24 June 2011


An excerpt from,
Sins of the Tongue: The Backbiting Tongue
by Father Belet, of the Diocese of Basle
Translated from the French, 1870 ed.

"There are eight specific ways in which a man can backbite his neighbor:

1. When he gets carried away by vanity and imputes things against his neighbor that never happened, or when he adds to the truth imaginary circumstances that constitute either a lie or detraction.

2. When he brings a hidden or unknown fault to light. What he says is true, but he should not say it. He backbites, not by saying something untrue, but by wounding his neighbor's reputation. This is a very common sin among us.Now you might object, "Do you mean to say I can't tell the truth ?" No, my friend. It is not permitted, unless you can do so without harming your neighbor. What you say is true, I admit, but it is hidden. The sinner has wounded his conscience in God's sight, but he has not lost his reputation before men; therefore, you may not weaken or destroy it with your tongue. And even if the sin you reveal is not altogether secret but known only to a few, as long as it is not public knowledge, you are backbiting if you reveal it to someone who was unaware of it And thus you are harming your neighbor.

3. When he exaggerates a crime, be it true, or false. This is a danger to which we readily expose ourselves when we talk about the vices of others.

4. When he relates something about another person that is not evil in any way, but speaks as though his neighbor had done it for evil reasons and adds various explanations such as, "Yes, he did that, but not with God in mind... He's not so pious as all that; he seeks to please men, he wants to stand out… You should know him, he's a hypocrite."

5. When a backbiter declares nothing but is happy to say, "I've heard it said that…" or, "There's a rumor going around..." or when he relates something as if it were doubtful: "So-and-so might not be exactly what you think, I don't think he is deserving of confidence. His neighbors never heard anything about his holiness, except that only since yesterday has he been rated among the devout." Or again, when he praises with coldness and reticence. Aulu-Gelle says, "It is more shameful to be coldly and reservedly praised than harshly and bitterly accused." All these ways of acting must be avoided with the greatest care, for people always seek evil more than good.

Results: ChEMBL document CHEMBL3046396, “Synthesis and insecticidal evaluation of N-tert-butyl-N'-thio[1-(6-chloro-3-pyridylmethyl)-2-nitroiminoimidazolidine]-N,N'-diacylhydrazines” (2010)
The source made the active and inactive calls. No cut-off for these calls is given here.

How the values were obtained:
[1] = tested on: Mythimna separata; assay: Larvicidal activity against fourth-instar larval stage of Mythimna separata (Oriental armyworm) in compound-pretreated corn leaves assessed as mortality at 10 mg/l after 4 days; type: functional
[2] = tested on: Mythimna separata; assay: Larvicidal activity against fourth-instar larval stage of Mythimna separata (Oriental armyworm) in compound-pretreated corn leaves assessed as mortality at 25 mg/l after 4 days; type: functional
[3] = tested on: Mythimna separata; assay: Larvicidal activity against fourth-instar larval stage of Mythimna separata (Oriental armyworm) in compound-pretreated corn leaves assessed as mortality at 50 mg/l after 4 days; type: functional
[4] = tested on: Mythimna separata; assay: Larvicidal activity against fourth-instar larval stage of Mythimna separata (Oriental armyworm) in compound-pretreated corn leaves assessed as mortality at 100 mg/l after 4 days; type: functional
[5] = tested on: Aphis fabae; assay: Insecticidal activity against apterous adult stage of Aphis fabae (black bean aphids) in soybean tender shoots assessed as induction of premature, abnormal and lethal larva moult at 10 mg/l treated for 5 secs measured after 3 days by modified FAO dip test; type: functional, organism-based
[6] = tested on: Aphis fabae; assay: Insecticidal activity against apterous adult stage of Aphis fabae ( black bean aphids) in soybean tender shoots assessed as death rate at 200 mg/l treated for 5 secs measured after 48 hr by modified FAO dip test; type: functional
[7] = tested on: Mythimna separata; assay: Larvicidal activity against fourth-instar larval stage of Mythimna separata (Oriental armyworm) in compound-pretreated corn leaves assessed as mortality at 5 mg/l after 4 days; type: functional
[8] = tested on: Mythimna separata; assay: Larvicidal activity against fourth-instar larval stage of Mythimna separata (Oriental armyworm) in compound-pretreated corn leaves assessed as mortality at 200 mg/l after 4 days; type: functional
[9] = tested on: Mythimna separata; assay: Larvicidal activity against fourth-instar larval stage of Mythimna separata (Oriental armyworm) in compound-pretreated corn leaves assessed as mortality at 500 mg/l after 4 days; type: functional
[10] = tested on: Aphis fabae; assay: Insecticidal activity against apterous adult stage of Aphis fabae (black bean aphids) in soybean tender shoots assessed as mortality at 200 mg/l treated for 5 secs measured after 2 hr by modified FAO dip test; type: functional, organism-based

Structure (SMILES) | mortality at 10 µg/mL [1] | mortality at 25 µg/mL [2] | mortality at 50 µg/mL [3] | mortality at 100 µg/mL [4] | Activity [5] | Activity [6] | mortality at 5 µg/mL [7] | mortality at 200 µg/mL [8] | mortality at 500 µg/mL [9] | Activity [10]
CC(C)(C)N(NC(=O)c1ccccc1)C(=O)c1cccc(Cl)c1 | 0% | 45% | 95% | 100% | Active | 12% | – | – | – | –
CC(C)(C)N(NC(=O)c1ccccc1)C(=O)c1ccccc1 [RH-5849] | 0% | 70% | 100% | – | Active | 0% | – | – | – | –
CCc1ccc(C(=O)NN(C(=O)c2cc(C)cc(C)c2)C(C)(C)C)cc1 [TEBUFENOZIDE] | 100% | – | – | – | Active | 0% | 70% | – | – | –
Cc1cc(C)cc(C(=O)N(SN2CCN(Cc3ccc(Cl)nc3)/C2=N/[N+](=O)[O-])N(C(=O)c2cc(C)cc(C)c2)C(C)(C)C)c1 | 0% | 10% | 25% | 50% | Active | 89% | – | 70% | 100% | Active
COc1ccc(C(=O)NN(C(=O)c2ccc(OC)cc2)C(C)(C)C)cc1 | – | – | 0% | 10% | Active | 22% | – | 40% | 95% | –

6. Backbiting is so subtle that anyone can defame another person with a simple gesture. He hears someone being praised for his integrity, piety or generosity, and he says, "Oh. you don't know that fellow? I see right through him. Ask me anything about him, I know him inside out." Or he raises an eyebrow and remains silent; he shakes his head; he turns his eyes so as to have it understood that the person being praised does not deserve it Sometimes a backbiter may keep his mouth shut and just turn his hand two or three times to indicate that the person in question is lightheaded and changes from hour to hour.

7. He can backbite not only with body language but also with silence. He may wickedly say nothing about the integrity or morals of his neighbor, especially when he is questioned about them or when his neighbor is accused of some crime.

8. Finally, a person is guilty of backbiting if he is publicly blamed for something he did, and he denies his guilt, thereby making his accuser pass for a liar. It is surely not an obligation to publicly admit a fault committed in secret. However, one should justify himself in some other way, saying, for instance, "Those are only words, they don't prove anything. Whoever heard them may have been mistaken. Don't believe everything you hear." This way of speaking is far more acceptable than the first.II.That is how backbiting does its diabolical work. It changes costume so slickly, we can hardly recognize it. Malice is ingenious: It spots a beam where there is only a wisp of straw, an elephant where there is only a fly, a mountain high as the Alps where there is only a molehill. It turns dream into reality and taints the virtues of others so skilfully with its own colors that we mistake them for vices."